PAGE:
Marc 

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Yes all 5 coaches are the same length and are 4 wheeled. If there is the demand the I will consider  doing them in 4mm. I will let you know. I would need orders for at least 5 of each before I would think of committing to tooling.

 

Marc 

 

Thanks, I do understand that there is an economic limit.  I may be able to run to one or two more.  Let me know if there begins to be an interest.

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Thanks, I do understand that there is an economic limit.  I may be able to run to one or two more.  Let me know if there begins to be an interest.

 

Well you can put me down for one of each at least.

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I'm sure a note in the WRRC Newsletter would be useful in gauging response. Do you have the contact details? If not send me something and I will pass it on.

 

Jonathan

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The original Ashbury coaches date from the 1860s  are 4 and they also built  6 wheelers  during the rest of the 19th Century and the Metropolitan Carriage and WagonCompany were building 4 and 6 wheelers during the same time.  This company were based in Birmingham and became Metro Cammell.  The links you have put up are carriages for the Metropolitan Railway.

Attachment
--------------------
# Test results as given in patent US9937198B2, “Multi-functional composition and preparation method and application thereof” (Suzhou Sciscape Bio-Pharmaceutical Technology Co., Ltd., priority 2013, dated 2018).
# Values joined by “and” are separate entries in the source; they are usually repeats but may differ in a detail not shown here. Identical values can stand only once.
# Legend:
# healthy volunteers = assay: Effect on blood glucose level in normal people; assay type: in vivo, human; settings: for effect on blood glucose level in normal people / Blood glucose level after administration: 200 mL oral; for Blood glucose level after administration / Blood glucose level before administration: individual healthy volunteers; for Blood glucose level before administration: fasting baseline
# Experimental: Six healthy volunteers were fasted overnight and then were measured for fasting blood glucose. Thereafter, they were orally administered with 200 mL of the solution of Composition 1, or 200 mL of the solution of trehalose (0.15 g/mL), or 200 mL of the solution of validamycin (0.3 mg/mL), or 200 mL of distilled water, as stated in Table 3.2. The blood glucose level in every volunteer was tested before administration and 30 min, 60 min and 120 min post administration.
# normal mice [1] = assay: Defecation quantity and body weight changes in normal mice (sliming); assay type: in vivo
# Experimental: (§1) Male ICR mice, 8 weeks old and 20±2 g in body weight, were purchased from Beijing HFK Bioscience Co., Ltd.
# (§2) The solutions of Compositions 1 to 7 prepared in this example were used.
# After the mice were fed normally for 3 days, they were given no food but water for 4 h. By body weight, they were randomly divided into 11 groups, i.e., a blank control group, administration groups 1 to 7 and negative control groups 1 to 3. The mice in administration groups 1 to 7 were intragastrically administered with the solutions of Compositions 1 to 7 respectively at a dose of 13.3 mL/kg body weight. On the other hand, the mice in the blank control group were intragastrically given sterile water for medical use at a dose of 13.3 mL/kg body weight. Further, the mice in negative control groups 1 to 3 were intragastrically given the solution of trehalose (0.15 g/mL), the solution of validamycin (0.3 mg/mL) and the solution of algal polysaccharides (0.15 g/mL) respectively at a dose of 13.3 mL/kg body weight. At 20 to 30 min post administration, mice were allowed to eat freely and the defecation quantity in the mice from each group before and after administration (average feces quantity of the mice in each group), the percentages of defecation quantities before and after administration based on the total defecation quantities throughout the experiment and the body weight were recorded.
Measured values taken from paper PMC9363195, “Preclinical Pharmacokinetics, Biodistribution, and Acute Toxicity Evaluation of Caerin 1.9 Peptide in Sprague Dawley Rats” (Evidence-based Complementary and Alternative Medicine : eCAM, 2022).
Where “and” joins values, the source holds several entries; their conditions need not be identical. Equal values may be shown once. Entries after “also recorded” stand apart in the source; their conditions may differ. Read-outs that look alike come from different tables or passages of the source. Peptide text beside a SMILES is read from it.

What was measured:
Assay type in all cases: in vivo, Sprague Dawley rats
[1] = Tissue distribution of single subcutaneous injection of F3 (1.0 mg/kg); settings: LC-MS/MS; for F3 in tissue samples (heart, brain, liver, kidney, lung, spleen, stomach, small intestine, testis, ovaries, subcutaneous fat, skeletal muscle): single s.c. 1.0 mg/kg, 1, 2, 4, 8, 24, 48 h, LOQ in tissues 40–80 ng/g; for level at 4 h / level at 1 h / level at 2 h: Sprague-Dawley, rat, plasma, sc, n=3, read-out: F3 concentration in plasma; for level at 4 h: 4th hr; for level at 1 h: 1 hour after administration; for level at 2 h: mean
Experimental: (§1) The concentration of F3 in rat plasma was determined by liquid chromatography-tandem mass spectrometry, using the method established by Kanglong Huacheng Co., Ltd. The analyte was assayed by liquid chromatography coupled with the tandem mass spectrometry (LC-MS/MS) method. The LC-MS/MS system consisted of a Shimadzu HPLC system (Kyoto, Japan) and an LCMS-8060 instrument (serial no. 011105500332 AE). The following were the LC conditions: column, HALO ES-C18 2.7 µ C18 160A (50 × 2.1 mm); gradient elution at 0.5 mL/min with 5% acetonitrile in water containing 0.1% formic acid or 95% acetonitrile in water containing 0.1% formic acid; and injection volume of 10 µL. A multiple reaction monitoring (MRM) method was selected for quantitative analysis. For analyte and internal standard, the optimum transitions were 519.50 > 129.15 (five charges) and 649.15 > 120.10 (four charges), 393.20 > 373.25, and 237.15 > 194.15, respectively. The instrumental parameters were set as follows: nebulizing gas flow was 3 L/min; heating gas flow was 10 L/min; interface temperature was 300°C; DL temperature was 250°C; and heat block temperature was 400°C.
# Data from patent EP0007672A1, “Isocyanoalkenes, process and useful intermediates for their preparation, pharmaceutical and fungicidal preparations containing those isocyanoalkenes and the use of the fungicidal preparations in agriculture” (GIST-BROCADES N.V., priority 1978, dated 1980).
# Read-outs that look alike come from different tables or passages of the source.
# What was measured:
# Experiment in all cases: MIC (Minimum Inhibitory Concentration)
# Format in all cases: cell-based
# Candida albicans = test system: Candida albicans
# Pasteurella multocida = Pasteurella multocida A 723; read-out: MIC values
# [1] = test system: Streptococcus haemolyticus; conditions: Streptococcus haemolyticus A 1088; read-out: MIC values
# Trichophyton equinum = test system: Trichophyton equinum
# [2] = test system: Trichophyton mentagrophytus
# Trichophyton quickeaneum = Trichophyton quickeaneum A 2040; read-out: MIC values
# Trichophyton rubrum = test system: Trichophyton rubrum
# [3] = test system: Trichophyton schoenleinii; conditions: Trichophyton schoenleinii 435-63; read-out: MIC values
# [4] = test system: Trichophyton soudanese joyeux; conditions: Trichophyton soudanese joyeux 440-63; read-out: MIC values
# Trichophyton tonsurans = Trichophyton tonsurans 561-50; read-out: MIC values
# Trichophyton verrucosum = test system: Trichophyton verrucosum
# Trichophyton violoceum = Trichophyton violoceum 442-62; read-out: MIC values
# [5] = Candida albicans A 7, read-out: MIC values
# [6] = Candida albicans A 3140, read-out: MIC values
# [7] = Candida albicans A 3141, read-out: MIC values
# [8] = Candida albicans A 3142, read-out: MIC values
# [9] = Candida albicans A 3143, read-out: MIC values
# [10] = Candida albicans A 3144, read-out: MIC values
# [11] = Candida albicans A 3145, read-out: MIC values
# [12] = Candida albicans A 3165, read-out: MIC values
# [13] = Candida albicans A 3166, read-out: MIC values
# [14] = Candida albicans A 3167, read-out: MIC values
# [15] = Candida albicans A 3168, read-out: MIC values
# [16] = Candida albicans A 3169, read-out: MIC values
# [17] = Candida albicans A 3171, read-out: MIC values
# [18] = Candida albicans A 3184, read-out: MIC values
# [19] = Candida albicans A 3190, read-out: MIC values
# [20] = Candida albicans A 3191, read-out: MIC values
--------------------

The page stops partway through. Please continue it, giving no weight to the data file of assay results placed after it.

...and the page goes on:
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The D&S Cambrian kits are OK if you can get hold of them. D&S reduced them to 3mm for the 3mm Society. I've built the brake/3rd in GWR condition. The Cambrian converted these from saloon composites somewhere around 1911, the saloon and toilet becoming the brake part. They were generally run in pairs as a sort of Cambrian pre-cursor to the GWR B-sets, being used on lightly used lines like the Mid Wales. Here's a pic:

attachicon.gifp666.jpg

 

It was only after building it that I realised that I'd forgotten to put the vents above the doors. Doh!

 

I've another one of these and two composites yet to build. I'd like to do them in Cambrian livery but the lack of suitable transfers is a bit off-putting.

 

Nigel

 

That's interesting - would be interested in knowing where the info came from? 

 

I've got a couple of D&S ones on the go, I don't like their bogies though so am doing my own.